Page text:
“Ireland’s rise three places into the Top 10 is a welcome acknowledgement that our hard won recovery is recognised internationally, and speaks to this Government’s commitment to rebuild our reputation on the global stage. A continued focus on innovation-supporting policies is key to translating our recovery into a sustainable economy and prosperous society into the future”.
Switzerland, the UK, Sweden, the Netherlands and the US are the world’s five most innovative nations, according to the index, while China, Malaysia, Viet Nam, India, Jordan, Kenya, and Uganda are among a group of countries outperforming their economic peers.
Spanish Armada dead remembered in Streedagh Grange Sligo ceremony
1,100 died when, in violent storms in September 1588, three ships from the Armada were driven ashore and wrecked
The Spanish Armada shipwrecks in 1588 at Streedagh, Grange Co Sligo, The lives lost some 427 years ago were marked as above picture and the laying of a wreath show in the watery grave on the golden sands of Streedagh beach last Saturday the 22nd September 2015.
A ceremony to remember the 1,100 soldiers from three Spanish Armada ships who perished at Streedagh, Co Sligo, more than four centuries ago has been held on the beach there. Hundreds of local people stood for a minute’s silence as the Last Post was played and a wreath carried to the sea by members of the Sligo Sub Aqua Club on Saturday afternoon.
Eddie O’Gorman, chairman of the Grange Armada Development Association, said it was important to mark the spot where so many lost their lives 427 years ago. “Those people got neither a wake nor a burial,” he said.
Locals and tourists etched 1,100 crosses into the sand on the beach to mark each life lost when, in violent storms on September 25th, 1588, three ships from the Armada were driven ashore and wrecked there. La Lavia, La Juliana and the Santa Maria de Vision were part of Philip II of Spain’s failed attempt to invade England.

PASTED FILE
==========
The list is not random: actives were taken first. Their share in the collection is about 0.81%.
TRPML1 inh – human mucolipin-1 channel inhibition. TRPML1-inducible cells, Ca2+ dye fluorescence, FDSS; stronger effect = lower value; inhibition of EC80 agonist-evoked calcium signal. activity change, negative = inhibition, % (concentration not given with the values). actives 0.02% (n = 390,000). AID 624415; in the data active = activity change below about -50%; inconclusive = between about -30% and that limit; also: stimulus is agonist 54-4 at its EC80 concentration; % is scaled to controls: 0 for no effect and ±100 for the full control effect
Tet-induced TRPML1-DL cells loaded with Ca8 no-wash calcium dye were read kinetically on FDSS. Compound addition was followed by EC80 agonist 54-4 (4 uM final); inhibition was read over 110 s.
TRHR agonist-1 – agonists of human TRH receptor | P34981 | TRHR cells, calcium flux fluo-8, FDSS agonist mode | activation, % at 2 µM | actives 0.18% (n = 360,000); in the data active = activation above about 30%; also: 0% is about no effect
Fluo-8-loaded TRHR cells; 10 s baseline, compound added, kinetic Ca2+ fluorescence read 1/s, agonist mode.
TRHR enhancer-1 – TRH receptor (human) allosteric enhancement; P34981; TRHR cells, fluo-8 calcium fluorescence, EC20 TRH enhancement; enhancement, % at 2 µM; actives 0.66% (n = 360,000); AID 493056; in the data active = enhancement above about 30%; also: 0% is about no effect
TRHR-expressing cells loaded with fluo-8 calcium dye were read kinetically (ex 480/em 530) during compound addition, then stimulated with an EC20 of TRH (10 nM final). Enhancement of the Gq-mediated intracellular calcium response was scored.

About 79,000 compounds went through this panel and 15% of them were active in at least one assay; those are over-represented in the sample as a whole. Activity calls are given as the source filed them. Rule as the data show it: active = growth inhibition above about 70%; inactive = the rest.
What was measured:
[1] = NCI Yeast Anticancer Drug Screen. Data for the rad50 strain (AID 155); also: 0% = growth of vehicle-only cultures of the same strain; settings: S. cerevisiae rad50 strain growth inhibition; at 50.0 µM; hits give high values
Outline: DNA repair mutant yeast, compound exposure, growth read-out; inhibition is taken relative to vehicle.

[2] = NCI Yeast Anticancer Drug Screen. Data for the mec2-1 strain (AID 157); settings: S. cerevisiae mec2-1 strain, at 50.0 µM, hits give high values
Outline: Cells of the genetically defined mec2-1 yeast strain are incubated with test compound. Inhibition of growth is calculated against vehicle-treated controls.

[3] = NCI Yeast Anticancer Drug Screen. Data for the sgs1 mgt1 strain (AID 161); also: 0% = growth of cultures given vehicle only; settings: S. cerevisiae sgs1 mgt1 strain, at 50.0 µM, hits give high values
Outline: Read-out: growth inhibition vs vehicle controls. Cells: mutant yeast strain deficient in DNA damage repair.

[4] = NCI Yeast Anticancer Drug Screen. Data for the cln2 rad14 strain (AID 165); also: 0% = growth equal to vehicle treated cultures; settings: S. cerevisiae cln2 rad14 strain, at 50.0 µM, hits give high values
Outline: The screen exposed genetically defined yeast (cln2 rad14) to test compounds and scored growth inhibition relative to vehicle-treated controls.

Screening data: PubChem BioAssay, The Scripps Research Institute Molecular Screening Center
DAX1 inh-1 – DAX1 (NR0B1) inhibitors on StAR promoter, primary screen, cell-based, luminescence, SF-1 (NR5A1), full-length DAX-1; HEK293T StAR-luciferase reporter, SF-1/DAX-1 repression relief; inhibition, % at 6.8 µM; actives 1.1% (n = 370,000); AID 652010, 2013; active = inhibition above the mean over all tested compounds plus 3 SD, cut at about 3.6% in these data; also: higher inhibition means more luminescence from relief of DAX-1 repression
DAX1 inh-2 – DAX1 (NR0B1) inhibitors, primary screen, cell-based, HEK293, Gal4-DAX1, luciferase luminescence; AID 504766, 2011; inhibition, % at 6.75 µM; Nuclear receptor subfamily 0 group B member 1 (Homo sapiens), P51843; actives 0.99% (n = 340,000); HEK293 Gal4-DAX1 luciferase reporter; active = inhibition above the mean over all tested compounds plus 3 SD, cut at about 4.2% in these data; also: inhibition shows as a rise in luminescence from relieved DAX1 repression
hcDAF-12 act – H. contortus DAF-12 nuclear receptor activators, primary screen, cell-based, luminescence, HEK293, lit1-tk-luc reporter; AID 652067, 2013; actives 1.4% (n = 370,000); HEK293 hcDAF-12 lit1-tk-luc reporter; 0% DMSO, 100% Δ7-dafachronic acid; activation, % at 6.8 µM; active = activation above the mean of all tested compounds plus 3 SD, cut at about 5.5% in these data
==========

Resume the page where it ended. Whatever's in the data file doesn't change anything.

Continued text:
Attention has focused on the wrecks since the discovery in February of timbers from La Juliana. In June and July, divers from the underwater archaeology unit of the Department of Arts,Heritage and the Gaeltacht recovered several cannon.
Declan Bruen from Streedagh discovered the timbers on the beach. He was among those taking part in the weekend ceremony, the highlight of the Celtic Fringe Festival. “I was with the divers when they brought up the cannons and it was remarkable to think that no one had seen them for 427 years,” said Mr Bruen. “But it was very important not to let the 1,100 people who died here be forgotten in all the excitement about the artefacts.”
Local man Seán Gilmartin (86) from Moneygold said the cannons, which were transferred to the National Museum, should find a permanent home near Streedagh. “I grew up near the beach and it was my playground and somewhere I fished,” he said, “but it was also a graveyard for many and we should remember that locally.”
Target to reduce mortality missed
A study from the UN Inter-agency Group for Child Mortality Estimation (UN IGME) led by UNICEF on progress to reduce child mortality has revealed that although there has been substantial progress globally during the Millennium Development Goal (MDG) Target period of 1990-2015, only 62 of 195 countries with available data have met the MDG target of reducing under-five mortality (U5MR) by two thirds over these 25 years.
The research, published in The Lancet, by Dr Danzhen You and co-authors on behalf of the UN IGME, is the first to include U5MR estimates up to the MDG target year (2015) and to construct scenario-based projections from 2016 to 2030 to provide insights into the burden of under-five deaths over the next 15 years based on the newly proposed Sustainable Development Goal (SDG) target of 25 or fewer under-five deaths per 1,000 live births by 2030.
The global U5MR has fallen from 91 deaths per 1,000 live births in 1990 to 43 in 2015. During the same period, absolute under-five deaths worldwide dropped from 12.7 million to 5.9 million. In total, an estimated 236.3 million children under age five died in 1990-2015. The poorest global region of West and Central Africa continues to have the highest U5MR in the world.